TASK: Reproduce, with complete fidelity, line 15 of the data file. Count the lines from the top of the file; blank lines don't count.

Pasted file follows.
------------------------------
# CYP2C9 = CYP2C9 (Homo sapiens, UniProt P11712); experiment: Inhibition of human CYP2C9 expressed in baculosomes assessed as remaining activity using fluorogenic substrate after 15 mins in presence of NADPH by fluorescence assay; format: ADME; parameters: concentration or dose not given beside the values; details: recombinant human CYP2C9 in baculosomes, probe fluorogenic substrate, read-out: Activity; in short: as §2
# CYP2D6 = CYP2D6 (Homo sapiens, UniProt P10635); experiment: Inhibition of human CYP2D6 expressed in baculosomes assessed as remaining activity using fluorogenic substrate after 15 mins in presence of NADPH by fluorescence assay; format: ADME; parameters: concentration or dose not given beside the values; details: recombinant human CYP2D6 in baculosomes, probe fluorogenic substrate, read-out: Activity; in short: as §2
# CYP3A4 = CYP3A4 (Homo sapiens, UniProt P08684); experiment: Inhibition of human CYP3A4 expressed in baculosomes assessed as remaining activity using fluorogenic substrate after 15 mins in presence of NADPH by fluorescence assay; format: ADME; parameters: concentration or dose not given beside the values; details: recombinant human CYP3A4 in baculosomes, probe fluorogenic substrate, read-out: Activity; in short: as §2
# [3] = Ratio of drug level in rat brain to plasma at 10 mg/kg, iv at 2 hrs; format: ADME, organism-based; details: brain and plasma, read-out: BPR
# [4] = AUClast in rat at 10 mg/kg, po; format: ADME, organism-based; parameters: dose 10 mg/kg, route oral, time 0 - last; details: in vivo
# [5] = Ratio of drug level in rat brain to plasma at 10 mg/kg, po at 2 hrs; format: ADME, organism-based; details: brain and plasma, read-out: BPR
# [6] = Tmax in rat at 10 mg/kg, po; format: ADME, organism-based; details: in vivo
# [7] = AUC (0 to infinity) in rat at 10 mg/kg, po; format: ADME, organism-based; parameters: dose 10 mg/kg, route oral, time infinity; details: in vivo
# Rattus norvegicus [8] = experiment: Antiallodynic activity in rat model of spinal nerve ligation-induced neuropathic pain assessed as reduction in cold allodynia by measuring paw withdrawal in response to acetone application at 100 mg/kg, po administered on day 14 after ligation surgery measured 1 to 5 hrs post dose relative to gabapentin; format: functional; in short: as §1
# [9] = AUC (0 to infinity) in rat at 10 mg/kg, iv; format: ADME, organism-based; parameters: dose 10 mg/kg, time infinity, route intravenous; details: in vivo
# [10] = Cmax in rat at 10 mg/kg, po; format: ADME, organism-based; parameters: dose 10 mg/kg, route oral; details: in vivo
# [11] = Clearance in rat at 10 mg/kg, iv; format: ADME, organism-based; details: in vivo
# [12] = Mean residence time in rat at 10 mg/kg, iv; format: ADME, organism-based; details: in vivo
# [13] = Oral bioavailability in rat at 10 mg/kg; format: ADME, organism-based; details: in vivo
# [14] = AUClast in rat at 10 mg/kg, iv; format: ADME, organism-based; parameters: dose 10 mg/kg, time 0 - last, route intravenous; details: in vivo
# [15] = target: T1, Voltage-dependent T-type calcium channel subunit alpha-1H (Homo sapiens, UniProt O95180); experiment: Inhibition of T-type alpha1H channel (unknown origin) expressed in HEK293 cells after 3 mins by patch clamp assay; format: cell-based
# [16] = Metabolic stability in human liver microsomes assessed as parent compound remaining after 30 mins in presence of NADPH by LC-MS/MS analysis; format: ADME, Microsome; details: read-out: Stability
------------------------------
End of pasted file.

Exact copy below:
# [14] = AUClast in rat at 10 mg/kg, iv; format: ADME, organism-based; parameters: dose 10 mg/kg, time 0 - last, route intravenous; details: in vivo